Scott Rasmussen’s Number of the Day last Friday caught my attention: according to Rasmussen, 49% of voters say their highest loyalty is to their families. Another 22% identified their faith as their highest loyalty.
That’s certainly encouraging. In theory, my faith to Christ is my highest priority, although like many Christians, that’s not always the case in practice. In practice—and in a practical, day-to-day sense—my family is my top priority, even if they’re an hour or two away.
The two, however, seem inextricably tied. Some years ago I heard someone (probably Dennis Prager) say that the three keys to happiness are faith, family, and work (most likely in that order). Faith in God gives us purpose (indeed, God gives us our Creation—our very existence). Family gives us people who love us, those we support and those who support us in turn. Work gives us a sense of accomplishment—the satisfaction of a job well done.
Naturally, it’s easy to overly prioritize one or the other. Too much time spent at the office deteriorates the invisible and sanguinary bonds of family; too many weekend beach trips atrophies the spiritual community of church; too many Bible studies and mission trips detracts from the ability to complete one’s work. In my twenties, I heavily prioritized work, to the detriment of family (and social) time, and my faith became more of an afterthought, even a burden—something to get through on Sunday morning so I could squeeze in some rest before another week of the grind (it’s interesting to note that only 1% of respondents said their highest loyalty was to their employer, but I imagine the true number is substantially higher).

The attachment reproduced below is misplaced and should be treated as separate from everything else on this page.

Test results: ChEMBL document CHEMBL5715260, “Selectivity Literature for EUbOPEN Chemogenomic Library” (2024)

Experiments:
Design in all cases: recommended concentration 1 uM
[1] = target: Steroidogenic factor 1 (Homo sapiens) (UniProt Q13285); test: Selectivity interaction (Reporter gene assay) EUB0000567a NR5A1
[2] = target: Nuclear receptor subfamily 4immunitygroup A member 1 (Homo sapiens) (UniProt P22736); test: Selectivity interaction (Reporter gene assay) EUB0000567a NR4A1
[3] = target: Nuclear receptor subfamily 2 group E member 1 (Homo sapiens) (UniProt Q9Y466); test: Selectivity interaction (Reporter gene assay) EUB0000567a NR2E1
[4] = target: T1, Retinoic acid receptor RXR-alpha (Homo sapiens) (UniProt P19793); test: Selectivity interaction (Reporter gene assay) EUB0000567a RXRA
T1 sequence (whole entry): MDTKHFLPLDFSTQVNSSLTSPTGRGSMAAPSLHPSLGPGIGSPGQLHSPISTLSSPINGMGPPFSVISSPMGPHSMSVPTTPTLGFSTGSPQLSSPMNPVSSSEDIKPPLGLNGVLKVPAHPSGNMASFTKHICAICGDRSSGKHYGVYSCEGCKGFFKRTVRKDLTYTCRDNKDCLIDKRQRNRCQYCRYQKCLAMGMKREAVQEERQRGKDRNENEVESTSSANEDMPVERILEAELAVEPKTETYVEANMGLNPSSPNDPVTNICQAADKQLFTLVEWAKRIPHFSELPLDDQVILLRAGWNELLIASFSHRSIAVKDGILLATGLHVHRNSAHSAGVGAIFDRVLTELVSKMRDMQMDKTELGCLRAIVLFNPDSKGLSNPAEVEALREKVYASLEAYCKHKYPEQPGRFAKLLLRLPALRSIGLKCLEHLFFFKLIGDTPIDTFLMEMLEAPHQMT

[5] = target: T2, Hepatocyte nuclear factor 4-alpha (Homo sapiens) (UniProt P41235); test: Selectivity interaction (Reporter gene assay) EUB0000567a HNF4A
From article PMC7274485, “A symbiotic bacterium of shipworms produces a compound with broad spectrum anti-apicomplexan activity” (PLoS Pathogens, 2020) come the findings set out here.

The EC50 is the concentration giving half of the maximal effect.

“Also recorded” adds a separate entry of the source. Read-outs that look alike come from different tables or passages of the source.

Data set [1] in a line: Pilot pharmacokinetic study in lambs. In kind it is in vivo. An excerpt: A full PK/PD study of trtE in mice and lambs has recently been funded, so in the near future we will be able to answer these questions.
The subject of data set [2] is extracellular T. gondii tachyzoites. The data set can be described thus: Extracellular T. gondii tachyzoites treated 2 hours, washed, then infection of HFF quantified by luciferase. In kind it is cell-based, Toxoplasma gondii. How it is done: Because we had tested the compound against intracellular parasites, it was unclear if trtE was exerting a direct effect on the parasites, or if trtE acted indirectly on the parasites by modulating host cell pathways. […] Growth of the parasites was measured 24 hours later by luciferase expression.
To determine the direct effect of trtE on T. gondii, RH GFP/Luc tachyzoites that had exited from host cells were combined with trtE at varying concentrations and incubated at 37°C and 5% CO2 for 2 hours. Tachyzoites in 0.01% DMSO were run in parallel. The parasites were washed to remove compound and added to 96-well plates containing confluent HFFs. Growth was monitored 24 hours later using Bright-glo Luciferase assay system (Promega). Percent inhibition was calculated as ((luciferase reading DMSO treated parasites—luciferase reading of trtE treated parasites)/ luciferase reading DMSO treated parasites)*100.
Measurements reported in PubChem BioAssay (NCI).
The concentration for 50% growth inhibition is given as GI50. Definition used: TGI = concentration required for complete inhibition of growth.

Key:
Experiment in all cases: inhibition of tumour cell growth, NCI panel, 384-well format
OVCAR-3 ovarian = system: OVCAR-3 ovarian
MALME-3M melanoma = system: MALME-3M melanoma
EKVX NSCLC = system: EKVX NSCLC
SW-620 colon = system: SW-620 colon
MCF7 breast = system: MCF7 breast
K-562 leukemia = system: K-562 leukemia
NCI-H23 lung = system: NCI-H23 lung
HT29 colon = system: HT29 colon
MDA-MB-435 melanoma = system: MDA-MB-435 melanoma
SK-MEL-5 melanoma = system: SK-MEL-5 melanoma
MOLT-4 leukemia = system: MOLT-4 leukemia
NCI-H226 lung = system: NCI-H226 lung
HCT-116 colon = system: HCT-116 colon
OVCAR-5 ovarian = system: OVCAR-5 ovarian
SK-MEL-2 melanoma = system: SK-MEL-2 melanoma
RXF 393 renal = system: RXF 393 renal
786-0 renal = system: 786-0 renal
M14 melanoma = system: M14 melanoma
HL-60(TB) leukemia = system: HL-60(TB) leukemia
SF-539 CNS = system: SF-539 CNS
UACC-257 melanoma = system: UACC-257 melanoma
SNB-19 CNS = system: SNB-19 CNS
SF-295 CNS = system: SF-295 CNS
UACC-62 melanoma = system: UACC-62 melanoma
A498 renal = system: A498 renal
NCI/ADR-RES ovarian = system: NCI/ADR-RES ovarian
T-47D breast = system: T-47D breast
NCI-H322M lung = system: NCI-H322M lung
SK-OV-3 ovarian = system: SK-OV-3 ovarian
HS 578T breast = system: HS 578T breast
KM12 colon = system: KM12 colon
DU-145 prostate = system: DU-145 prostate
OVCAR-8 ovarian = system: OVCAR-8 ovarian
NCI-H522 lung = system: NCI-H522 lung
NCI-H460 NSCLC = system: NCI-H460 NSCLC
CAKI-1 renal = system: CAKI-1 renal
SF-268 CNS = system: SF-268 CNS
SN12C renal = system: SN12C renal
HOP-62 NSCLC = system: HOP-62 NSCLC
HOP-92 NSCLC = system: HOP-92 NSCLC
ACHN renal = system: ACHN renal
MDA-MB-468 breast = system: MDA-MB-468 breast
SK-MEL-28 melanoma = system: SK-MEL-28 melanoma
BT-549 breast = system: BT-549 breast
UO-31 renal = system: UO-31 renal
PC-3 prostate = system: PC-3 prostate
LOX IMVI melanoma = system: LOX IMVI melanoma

When properly balanced, however, these three areas complement each other well. “Properly balanced” doesn’t necessarily mean they each receive a third of our time. I’d say work—which takes up the bulk of our time in practice—is probably third in this trifecta. God—who, sadly, often receives the least of our time in practice—should be the highest priority and loyalty. Family should be somewhere in the middle.
So, maybe Faith/God is 60%; Family is 30%; and Work is 10%. I’m speaking here of dedication in our hearts, not necessarily time commitment—unless one becomes a monk, he isn’t going to spend forty hours a week praying and reading the Bible. Yes, yes, God of course is 100% of everything; I’m just trying to break this down in a practical way.
That said, time with family can also be time dedicated to faith. One of my most cherished childhood memories is of my father reading a nightly devotional to my brothers and me. Indeed, too many Christians abdicate their responsibilities to teach the Word in the home, deferring it to Sunday School. Sunday School is great, but it’s one piece of the puzzle—a once-or-twice-a-week piece, not a daily one. Biblical instruction starts in the home.
Similarly, we are to be good witnesses to others in our work. Cheerfully going about our work—even when it’s soul-suckingly difficult, or our efforts don’t seem rewarded or appreciated—is part of our witness to non-Christians. If a Christian is sulking around at work and doing a poor job of it, he’s not doing much credit for the faith.
So, yes, I guess it all boils down to faith in the end. It’s the center without which the rest cannot hold. Sorry I only gave you 60%, God. You’re 100% of everything!
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